Acanthocercus margaritae WAGNER, BUTLER, CERÍACO & BAUER, 2021
Can you confirm these amateur observations of Acanthocercus margaritae?
|Higher Taxa||Agamidae (Agaminae), Sauria, Iguania, Squamata (lizards)|
|Synonym||Acanthocercus margaritae WAGNER, BUTLER, CERÍACO & BAUER 2021|
Acanthocercus cyanocephalus — WAGNER et al. 2018: 27
Acanthocercus cyanocephalus — BRANCH et al. 2019: 313 [part]
Acanthocercus sp. — MARQUES et al. 2018: 27 [part]
Acanthocercus sp. — BUTLER et al. 2019: 235
Acanthocercus sp. — BAPTISTA et al. 2019: 107
|Distribution||Namibia (N Oshana Region, adjacent W Ohangwena Region, NW Oshikoto Region), S Angola.|
Type locality: near Oshikango, 200 m S of St. Mary’s Mission,” Kunene Region, Namibia [-17.471145 N, 15.935669 E]
|Types||Holotype: MCZ R190193 (Fig. 4), adult male from “collected on November 26th 2011 by A.M. Bauer, M. Heinicke, W.R. Branch and J. Marais. |
Paratypes: MCZ R190194, male with the same data as the holotype; CAS 263908 (field number AMB 10159), male from Bicuar National Park, camp headquarters [-15.10161 N, 14.83986 E], Huila Province, Angola, collected on July 26th 2017 by L.M.P. Ceríaco, M. Marques, S. Bandeira, T. Julio, B. Butler, and M. Heinicke; CAS 263911 (field number AMB 9358), male from Lubango, Kimbo do Soba [-14.93419 N, 13.46925 E], Huila Province, Angola, collected on July 21st 2017 by M. Marques, L.M.P. Ceríaco, S. Bandeira, M. Heinicke, T. Julio, and B. Butler; MHNC-UP/REP 422 (field number AMB 10987), male from Matunto, Bicuar National Park [-15.36345 N, 15.28316 E], Huila Province, Angola, collected on March 10th 2018 by L.M.P. Ceríaco, M. Marques, H. Valério, S. Elizalde and D. Elizalde.
|Diagnosis||Diagnosis: The new species is included in the genus Acanthocercus because of the combination of a heterogeneous body scalation and a tail that is segmented in distinct whorls. Within this genus, the heterogeneous body scalation refers it to the cyanogaster/atricollis group and the high density of enlarged scales in combination with a black patch on the shoulders places it into the A. atricollis complex. Acanthocercus margaritae sp. n. is a medium sized lizard (mean SVL 112 mm [96–129 mm], mean total length 258 mm [217–299 mm]) of its genus and overall is very similar in morphology to A. atricollis and A. cyanocephalus. However, it is distinct from all other species of the complex in its meristic characters. The new species is characterized by its high numbers of scale counts (mean scale rows around midbody 136, mean dorsal scale rows 103, mean ventral scale rows 101). Displaying males are characterized by a blue coloration of the head, forelimbs, flanks of the upper part of the body and second half of the tail; a pale vertebral band, very distinct between the blue flanks and enlarged yellowish dorsal scales on the lower part of the body (Wagner et al. 2021).|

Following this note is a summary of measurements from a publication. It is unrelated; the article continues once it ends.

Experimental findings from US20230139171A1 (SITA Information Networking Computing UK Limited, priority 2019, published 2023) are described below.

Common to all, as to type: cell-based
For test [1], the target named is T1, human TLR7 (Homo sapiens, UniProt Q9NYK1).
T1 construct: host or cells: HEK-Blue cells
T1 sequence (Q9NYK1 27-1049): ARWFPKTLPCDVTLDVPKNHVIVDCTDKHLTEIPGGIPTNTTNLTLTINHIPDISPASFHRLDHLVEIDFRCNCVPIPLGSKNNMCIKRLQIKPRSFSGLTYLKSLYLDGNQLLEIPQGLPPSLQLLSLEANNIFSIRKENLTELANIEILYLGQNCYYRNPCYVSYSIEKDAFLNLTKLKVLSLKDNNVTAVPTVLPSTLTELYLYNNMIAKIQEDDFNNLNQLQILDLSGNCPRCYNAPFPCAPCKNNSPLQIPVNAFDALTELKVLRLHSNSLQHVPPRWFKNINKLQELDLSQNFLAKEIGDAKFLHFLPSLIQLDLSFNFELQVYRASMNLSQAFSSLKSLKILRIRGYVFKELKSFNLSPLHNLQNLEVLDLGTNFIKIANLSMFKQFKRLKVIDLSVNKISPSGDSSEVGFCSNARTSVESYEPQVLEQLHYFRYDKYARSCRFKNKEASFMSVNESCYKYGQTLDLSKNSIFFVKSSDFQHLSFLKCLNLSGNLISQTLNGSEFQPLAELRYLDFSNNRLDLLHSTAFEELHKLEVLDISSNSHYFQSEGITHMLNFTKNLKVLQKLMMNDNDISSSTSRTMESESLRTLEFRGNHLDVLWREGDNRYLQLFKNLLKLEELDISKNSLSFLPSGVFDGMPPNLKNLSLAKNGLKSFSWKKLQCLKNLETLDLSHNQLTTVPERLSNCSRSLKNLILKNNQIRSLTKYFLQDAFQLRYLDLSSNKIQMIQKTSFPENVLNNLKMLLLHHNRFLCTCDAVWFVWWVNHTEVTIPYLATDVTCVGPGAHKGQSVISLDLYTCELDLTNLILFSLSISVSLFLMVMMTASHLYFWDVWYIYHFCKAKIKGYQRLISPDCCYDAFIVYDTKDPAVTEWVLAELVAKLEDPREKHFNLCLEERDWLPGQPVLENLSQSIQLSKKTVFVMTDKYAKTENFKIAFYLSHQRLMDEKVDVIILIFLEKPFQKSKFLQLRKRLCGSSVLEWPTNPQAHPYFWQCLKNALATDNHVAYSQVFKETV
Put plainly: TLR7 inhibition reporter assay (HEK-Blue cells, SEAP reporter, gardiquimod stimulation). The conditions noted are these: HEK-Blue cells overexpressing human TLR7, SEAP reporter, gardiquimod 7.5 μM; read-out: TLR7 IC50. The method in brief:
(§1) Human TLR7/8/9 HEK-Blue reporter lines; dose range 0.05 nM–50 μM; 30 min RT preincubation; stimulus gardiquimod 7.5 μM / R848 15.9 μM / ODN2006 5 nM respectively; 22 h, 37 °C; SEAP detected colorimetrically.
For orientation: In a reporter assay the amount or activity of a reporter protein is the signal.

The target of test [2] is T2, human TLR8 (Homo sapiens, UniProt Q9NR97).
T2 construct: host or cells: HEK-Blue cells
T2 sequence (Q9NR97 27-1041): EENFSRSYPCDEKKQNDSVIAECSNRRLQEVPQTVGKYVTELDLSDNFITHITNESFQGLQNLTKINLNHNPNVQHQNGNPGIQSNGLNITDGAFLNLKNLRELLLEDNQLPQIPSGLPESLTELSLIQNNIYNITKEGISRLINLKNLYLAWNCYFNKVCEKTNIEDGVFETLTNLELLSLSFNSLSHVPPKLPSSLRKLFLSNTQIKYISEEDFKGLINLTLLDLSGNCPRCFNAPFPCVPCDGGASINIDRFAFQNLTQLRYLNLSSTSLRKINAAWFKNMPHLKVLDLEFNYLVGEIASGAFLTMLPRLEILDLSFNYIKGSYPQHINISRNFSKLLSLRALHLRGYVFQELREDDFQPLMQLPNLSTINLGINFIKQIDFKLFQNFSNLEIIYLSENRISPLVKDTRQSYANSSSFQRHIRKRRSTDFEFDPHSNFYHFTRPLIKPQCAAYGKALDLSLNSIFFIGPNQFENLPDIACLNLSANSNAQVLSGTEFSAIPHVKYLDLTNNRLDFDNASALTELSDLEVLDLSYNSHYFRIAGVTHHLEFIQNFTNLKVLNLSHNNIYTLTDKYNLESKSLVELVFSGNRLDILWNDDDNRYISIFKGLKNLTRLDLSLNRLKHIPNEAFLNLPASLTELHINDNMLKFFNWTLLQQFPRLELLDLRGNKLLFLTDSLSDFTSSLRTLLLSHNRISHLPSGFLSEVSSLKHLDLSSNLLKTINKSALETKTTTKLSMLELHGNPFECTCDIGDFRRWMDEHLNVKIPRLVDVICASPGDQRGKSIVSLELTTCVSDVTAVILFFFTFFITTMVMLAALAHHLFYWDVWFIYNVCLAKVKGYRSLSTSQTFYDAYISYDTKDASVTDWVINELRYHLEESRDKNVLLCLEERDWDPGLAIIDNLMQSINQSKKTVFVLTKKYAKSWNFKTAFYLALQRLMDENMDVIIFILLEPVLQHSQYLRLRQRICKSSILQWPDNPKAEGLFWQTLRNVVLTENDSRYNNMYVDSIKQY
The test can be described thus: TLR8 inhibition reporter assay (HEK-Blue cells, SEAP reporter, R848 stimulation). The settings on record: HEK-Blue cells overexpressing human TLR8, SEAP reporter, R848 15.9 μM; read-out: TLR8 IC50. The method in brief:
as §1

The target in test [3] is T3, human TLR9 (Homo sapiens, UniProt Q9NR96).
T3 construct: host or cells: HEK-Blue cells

Color in life: Coloration in freshly dead male animals (see Fig. 5) brownish, with a gray and black patterning and a ringed tail. Lateral and ventral parts of the head and parts of the forelimbs blue and partly gray or brown. Ventral parts of the body, limbs and tail dirty whitish with a brown patterning. In displaying males (see Fig. 6) head, fore limbs, upper parts of the flanks blue and second half of the tail brilliant blue; a pale vertebral band from the neck to the tail is present, distinct anteriorly between the blue flanks becoming more indistinct posteriorly; enlarged dorsal scales of the lower part of the body yellowish, matrix scales bluish and becoming black on the hind limbs; first half of the tail greenish. Coloration of females in life unknown (Wagner et al. 2021).
Coloration of displaying males (Fig. 7) is overall more similar to A. atricollis than to A. cyanocephalus. However, in A. margaritae sp. n. the blue coloration on the flanks is not intermixed with yellowish colored scales. The new species is clearly distinct from A. cyanocephalus and A. branchi, in that both of the latter species have a dark brown to black body coloration with intermixed yellowish to white scales and lack blue coloration on the flanks (Wagner et al. 2021).
|Comment||Similar species: A. cyanocephalus; Most of the Angolan localities plotted as A. cyanocephalus by Wagner et al. (2018) may be A. margaritae sp. n. or a new species.|
Distribution: see map in Wagner et al. 2021: 459 (Fig. 8).
|Etymology||The species epithet ‘‘margaritae’’ is formed as a genitive Latin noun to honor the Greek scientist Dr. Margarita Metallinou (1985 –2015) whose promising career was tragically cut short on the 2nd of July 2015 by a wildlife encounter in Zambia. This new species is a special tribute to her memory from all the authors of this publication to recognize her enthusiasm, passion and dedication to herpetology.|